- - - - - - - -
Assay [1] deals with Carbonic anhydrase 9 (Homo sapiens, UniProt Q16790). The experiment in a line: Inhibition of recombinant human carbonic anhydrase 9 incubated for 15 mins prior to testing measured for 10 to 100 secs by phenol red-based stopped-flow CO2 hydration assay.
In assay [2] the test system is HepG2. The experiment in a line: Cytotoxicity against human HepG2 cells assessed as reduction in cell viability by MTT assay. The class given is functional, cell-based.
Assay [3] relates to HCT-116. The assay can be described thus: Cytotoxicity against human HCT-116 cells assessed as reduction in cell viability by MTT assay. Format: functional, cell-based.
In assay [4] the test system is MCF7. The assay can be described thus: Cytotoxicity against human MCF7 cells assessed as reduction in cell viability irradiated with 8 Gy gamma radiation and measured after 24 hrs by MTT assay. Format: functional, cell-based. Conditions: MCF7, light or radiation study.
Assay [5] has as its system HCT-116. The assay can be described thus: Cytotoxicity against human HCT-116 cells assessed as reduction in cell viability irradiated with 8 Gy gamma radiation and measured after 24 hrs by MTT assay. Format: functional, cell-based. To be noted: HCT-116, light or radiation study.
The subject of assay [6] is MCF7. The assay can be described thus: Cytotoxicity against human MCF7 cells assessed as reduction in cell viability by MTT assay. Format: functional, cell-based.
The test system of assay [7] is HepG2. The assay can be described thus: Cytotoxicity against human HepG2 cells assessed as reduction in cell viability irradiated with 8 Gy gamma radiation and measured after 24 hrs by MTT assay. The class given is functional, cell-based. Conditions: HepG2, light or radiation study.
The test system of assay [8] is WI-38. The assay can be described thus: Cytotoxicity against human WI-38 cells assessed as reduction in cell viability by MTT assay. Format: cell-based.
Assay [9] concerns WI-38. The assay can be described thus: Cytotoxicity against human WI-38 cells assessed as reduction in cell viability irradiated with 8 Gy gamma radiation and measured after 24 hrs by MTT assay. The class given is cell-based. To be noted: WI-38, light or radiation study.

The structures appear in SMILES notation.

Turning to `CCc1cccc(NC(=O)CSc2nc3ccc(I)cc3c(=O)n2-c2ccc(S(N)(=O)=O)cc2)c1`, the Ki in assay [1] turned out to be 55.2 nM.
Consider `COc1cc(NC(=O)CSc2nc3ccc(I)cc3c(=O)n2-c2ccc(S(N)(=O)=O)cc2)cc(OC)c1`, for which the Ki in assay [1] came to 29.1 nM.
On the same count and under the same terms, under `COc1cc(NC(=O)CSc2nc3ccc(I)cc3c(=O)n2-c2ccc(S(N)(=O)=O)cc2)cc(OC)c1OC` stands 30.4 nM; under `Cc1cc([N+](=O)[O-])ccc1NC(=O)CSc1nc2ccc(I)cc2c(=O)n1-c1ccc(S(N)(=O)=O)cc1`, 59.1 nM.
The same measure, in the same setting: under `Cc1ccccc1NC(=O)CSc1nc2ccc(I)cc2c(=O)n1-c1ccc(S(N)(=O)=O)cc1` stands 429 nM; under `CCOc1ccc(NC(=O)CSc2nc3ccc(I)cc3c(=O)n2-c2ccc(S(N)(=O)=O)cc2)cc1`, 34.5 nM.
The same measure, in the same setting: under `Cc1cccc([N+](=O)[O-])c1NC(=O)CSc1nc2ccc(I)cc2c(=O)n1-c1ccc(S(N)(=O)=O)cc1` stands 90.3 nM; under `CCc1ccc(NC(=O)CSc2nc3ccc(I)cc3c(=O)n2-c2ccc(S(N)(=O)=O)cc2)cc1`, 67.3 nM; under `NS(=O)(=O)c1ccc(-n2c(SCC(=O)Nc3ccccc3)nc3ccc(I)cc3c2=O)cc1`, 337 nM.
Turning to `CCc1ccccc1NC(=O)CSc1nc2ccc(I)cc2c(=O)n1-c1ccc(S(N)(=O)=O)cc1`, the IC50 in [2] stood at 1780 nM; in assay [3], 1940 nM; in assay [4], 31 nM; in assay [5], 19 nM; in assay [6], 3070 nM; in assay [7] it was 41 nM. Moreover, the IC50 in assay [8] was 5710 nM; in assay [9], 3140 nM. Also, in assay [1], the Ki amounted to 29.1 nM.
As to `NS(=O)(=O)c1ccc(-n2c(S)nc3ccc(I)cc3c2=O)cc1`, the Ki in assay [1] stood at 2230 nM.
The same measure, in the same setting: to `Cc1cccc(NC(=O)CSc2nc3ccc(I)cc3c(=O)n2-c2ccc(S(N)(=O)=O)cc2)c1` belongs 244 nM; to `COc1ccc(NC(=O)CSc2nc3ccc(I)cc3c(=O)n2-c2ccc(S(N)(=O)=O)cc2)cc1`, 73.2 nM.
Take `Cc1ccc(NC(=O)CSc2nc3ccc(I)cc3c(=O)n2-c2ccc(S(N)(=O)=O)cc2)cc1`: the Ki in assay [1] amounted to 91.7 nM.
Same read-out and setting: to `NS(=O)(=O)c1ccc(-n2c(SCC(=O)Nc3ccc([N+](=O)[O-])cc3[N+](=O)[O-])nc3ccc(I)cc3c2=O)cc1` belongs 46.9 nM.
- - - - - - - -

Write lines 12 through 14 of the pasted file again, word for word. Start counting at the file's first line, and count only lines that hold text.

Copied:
Consider `COc1cc(NC(=O)CSc2nc3ccc(I)cc3c(=O)n2-c2ccc(S(N)(=O)=O)cc2)cc(OC)c1`, for which the Ki in assay [1] came to 29.1 nM.
On the same count and under the same terms, under `COc1cc(NC(=O)CSc2nc3ccc(I)cc3c(=O)n2-c2ccc(S(N)(=O)=O)cc2)cc(OC)c1OC` stands 30.4 nM; under `Cc1cc([N+](=O)[O-])ccc1NC(=O)CSc1nc2ccc(I)cc2c(=O)n1-c1ccc(S(N)(=O)=O)cc1`, 59.1 nM.
The same measure, in the same setting: under `Cc1ccccc1NC(=O)CSc1nc2ccc(I)cc2c(=O)n1-c1ccc(S(N)(=O)=O)cc1` stands 429 nM; under `CCOc1ccc(NC(=O)CSc2nc3ccc(I)cc3c(=O)n2-c2ccc(S(N)(=O)=O)cc2)cc1`, 34.5 nM.